Home Run Derby

Thanks to the rise of digital television and the explosion of new digital channels looking for cheap content to broadcast, I got to see my first episode of the classic syndicated TV show Home Run Derby which originally aired in 1960.  The episode I watched had the San Francisco Giants’ Willie Mays beating out the Washington Senators’ Bobby Allison, before the franchise’s move to Minnesota.

It’s well known that this TV show was the inspiration for the Home Run Derby that plays a part of the All-Star Break.  However, the original show had slightly different rules.  Any batting practice pitch thrown for a strike that was not hit out of the ballpark was counted as an out, and the hitters took turns hitting with three “outs” constituting a half inning.

19 of the era’s best sluggers appeared on the show, nine of them future Hall of Famers (you can find a listing in the wikipedia article I link to above).  The most successful participants, not surprisingly, were Hank Aaron (6-1), Mickey Mantle (4-1) and Willie Mays (3-2).

The players were paid for their appearances with winners receiving $2,000 an episode and losers getting a $1,000.  Players also got $500 bonuses for their third home run in a row and for their fourth home run and received $1,000 for their fifth consecutive home run and for each consecutive home run after that.  Since Ted Williams, who was finishing up his career in 1959-1960, never appeared on the show, it’s safe to say that none of the participants was then earning more than $90,000 a year, if that, so the money was a very nice supplement to their regular salaries.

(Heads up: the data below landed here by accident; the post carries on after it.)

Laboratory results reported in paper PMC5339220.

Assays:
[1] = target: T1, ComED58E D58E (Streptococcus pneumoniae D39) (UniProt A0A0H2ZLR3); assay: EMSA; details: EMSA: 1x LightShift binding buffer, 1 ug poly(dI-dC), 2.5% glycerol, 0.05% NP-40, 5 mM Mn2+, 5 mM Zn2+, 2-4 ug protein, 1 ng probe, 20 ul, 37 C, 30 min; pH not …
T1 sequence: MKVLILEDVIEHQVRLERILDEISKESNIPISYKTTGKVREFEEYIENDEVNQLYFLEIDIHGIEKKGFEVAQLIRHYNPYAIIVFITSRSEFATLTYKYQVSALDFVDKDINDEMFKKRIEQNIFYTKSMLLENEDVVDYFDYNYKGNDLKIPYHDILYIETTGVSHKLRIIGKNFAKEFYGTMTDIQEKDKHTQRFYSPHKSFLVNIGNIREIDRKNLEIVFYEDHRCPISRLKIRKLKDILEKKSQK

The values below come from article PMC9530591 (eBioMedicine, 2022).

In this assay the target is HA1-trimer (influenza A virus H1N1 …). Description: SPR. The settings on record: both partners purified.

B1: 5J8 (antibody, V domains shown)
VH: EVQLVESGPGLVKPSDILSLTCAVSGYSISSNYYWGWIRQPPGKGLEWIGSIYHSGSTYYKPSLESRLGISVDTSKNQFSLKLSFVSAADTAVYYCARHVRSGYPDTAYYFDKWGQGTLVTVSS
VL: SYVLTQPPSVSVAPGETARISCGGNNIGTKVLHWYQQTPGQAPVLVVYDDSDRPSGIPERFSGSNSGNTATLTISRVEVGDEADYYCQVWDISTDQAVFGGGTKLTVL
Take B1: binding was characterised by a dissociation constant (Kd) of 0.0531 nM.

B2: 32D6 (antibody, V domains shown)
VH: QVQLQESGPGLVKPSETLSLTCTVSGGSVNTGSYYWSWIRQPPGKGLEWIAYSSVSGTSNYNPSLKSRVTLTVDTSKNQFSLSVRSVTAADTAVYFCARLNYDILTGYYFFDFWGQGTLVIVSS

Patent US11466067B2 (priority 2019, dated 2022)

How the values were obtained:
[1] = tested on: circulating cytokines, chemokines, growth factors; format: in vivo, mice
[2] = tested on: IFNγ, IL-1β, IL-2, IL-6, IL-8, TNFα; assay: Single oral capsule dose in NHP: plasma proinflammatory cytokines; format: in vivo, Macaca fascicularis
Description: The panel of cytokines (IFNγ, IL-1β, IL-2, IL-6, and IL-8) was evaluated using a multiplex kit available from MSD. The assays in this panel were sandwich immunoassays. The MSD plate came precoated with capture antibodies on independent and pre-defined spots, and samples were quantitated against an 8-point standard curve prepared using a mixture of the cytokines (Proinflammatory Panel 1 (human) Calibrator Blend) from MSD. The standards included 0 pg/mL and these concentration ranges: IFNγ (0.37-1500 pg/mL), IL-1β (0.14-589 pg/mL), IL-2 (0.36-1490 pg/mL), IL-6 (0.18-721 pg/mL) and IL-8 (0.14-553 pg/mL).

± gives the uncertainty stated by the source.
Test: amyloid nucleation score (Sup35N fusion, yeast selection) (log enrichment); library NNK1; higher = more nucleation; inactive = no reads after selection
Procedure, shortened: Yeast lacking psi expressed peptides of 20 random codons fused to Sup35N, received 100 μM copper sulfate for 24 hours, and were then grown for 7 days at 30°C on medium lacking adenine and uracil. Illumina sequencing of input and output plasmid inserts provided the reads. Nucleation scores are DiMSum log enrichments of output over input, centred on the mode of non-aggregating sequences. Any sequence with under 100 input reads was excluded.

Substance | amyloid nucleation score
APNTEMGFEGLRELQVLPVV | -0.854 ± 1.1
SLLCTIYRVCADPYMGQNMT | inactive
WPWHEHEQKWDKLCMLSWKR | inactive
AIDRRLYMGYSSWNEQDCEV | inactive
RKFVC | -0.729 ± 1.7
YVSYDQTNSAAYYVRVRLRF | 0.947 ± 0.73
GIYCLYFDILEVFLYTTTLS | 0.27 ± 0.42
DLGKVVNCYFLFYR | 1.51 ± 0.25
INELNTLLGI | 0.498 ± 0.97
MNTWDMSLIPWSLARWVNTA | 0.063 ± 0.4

Jackie Jensen was the only player in the show’s history to hit five consecutive home runs, so even though he lost the series’ final episode 13-10 to Mickie Mantle, he actually made more money for that episode ($3,000 to $2,500 for Mantle, who hit three in a row during the episode.)  Hank Aaron earned the most money on the show ($13,500) with Mantle the only other player to earn a cool $10,000.

The show was filmed at Wrigley Park in Los Angeles, the former home of the Los Angeles Angels of the Pacific Coast League, who moved out of L.A. when the Dodgers came to town in 1958, and the soon-to-be home (1961) of the Los Angeles Angels of the American League.  Special rules were adopted to make the home run dimensions roughly equal for right-handed and left-handed hitters.

The wikipedia article linked to above is not clear on just how popular the show was, although I would expect that it was popular, given the brisk pace of the show, and what was then the novel opportunity to see the games great sluggers compete head-to-head to see who could hit the most batting practice fastballs out of the yard.  However, the show lasted only 26 episodes over approximately early January to early July 1960, because the show’s host Mark Scott died of a heart attack a week after the the last episode of the first season aired, and the producers decided to discontinue the show, rather than find a new announcer.

Explore posts in the same categories: Anaheim Angels, Atlanta Braves, Baseball History, Boston Red Sox, Los Angeles Dodgers, Minnesota Twins, New York Yankees, San Francisco Giants, Washington Senators

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